When I saw that Aayla Secura’s astromech droid was pink during season five’s Droid arc in The Clone Wars, I immediately thought, “Of course, the female’s droid is pink.” I should also preface this by saying that there are two pink astromech droids. QT-KT was in the Droid arc and R2-KT was in season one of The Clone Wars. Both were created with Albin Johnson’s daughter in mind (the founder of the 501st Legion)–a beautiful and touching gesture. That said, pink is a soft red. It is a colour, and whatever labels we give it are just societal constructs. Looking down on animation as a whole as something “kiddish” simply because a large portion of animated media targets children is a bad approach, especially if the reason behind the upset comes from the idea that pink is “girly.” There’s nothing wrong with girly (or kiddish), and I have no doubt that Sabine and her armour are going to rock.
Also, just as an aside, Sabine’s armour also has silver, black, orange, and red. Still, pink is the only defining colour of her character to a fair amount of people, even though as a whole, she has far more brown, tan, black, and grey.
Animation and Rigging
The first thing any animator learns and is expected to animate is a ball bouncing. The fundamentals of animation can be found in that ball, and along with timing, you’re also expected to show you understand the concept “stretch and squash.” It sounds simple, and it may even sound boring, but there are unlimited amounts of personalities and stories you can show by animating a ball bouncing.
This is something that is going to set Rebels apart from The Clone Wars. While I’m sure none of the characters will turn into a ball that we’ll watch bounce, Rebels will take advantage of stretch and squash–something that wasn’t present in The Clone Wars.
Stretch and squash is exactly what it sounds like. If you look at old animations, you will find heavily exaggerated movements. These elements of stretching and squashing aren’t used to the same exaggerated degree all the time. When done well, it adds a whole new layer to animation.
And that is something that we’ll see with Rebels. As previously stated, unlike Rebels, The Clone Wars and its models weren’t made to include stretch and squash. This means that, even if the animators from The Clone Wars do have experience animating, they have to apply different techniques to animate with the full range these new models for Rebels are built for. Something, that once learned and accustomed to, could make Rebels look even better than anything that we’ve seen in The Clone Wars.
Another choice that has made itself clear in the Rebels content released thus far is the hair movement. I still remember when the front part of Obi-Wan’s hair moved in The Clone Wars and everyone was talking about it. Looking back through the earlier seasons, hair was a solid mass that never shifted. It wasn’t until later in the series that we see hair move freely, as seen with Satine Kryze’s hair in season five.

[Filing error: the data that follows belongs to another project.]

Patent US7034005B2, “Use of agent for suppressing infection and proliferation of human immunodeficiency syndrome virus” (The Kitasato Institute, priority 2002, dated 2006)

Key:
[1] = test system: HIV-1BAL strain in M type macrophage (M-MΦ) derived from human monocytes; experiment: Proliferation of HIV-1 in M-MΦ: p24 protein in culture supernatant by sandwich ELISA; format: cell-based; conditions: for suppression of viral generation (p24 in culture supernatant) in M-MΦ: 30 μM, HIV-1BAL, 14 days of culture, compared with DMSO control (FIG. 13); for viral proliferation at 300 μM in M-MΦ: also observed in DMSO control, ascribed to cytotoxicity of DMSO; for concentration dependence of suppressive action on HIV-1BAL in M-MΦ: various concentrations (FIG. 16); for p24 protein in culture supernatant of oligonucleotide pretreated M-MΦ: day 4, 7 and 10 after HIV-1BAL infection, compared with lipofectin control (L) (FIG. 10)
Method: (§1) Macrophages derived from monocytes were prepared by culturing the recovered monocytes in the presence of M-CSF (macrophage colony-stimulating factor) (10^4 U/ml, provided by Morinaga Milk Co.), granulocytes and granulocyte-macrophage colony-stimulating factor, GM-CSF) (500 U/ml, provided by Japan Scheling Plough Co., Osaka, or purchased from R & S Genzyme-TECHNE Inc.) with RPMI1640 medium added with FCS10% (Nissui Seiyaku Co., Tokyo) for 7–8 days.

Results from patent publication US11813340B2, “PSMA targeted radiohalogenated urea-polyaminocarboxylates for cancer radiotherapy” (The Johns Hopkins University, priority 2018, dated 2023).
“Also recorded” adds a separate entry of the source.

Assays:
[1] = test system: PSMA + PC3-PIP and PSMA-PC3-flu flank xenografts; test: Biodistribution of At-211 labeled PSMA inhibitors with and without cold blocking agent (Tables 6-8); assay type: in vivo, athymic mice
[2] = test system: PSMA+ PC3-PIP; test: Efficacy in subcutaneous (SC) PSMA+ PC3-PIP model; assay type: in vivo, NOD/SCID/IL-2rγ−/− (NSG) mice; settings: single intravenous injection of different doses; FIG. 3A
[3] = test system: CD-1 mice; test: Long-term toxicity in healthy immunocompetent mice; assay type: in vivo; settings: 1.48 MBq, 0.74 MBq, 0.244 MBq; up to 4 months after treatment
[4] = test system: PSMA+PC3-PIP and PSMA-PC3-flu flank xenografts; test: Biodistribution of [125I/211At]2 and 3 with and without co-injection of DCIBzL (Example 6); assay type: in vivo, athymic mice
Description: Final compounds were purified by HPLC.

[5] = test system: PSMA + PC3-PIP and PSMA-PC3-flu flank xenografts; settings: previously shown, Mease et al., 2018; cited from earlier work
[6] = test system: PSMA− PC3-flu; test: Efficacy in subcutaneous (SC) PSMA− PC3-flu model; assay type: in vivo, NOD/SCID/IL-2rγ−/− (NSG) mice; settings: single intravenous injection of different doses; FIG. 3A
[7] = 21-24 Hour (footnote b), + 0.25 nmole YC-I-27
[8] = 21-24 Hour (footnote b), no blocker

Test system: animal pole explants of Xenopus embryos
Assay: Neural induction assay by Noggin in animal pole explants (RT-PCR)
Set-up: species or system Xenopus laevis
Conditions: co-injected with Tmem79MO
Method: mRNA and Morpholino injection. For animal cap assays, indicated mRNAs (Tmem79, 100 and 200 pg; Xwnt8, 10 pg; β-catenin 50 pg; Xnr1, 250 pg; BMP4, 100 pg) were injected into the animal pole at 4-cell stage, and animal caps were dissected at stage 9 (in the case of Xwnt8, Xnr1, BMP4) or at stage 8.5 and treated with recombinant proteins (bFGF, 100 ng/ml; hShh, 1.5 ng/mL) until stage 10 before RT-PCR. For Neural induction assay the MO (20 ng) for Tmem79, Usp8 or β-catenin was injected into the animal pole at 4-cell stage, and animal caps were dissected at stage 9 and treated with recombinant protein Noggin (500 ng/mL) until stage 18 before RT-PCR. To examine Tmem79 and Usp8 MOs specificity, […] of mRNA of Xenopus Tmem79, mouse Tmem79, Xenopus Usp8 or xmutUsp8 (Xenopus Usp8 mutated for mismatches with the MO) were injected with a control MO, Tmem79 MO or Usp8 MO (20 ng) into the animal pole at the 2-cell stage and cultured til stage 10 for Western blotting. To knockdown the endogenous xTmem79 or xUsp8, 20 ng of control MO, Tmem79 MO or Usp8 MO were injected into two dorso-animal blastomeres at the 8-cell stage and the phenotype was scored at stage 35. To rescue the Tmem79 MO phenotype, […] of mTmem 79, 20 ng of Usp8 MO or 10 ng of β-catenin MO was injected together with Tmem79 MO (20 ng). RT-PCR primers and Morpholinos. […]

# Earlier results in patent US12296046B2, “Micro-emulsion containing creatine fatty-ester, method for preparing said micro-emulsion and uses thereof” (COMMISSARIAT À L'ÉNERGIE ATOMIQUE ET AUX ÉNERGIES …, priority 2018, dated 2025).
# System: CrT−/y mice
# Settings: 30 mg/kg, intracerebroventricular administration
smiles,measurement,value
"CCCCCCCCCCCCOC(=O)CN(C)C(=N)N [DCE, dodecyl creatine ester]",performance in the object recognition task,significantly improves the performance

Hair can be difficult and expensive to animate, especially with time constraints. Certain ways of to get around this is to either give characters short hair, hair that doesn’t move, or hair that is broken into “parts” that can be individually animated, like a Twi’lek’s lekku.
So far, Ezra is the only one with hair that moves. We have not seen how Sabine’s hair moves, but if it does at all, I imagine it is similar to Ezra’s movements. His hair appears to be the combination of one solid mass that has deformers rigged into it to allow areas of it to be manipulated. Is this the best way of doing hair? Maybe, maybe not. Is this a cost effective way of doing hair that you want to be able to move? Yes, it is.
Many people missed out on The Clone Wars because of the dislike towards the animation and the style. I am hardly alone in respecting just how incredible a series it grew into, and it is not just because there were dark moments, episodes and arcs. To say that only those aspects mattered is a disservice to the series as a whole. Those moments were the combination of storytelling, animation, voice acting, and everything else that must come together to make them as magnificent as we saw them.
I’m not saying you have to be incredibly enthusiastic about Star Wars Rebels and cheer for it in all possible ways. I only ask that fans of the franchise give it a chance and to not become the people who immediately dismissed The Clone Wars or cast it aside after watching the movie or only a few episodes.
Just like the first seasons of The Clone Wars, Rebels may start out a bit rougher in animation and backgrounds, but I fully believe that it can equal and possibly even surpass the excellence of The Clone Wars, if given the opportunity.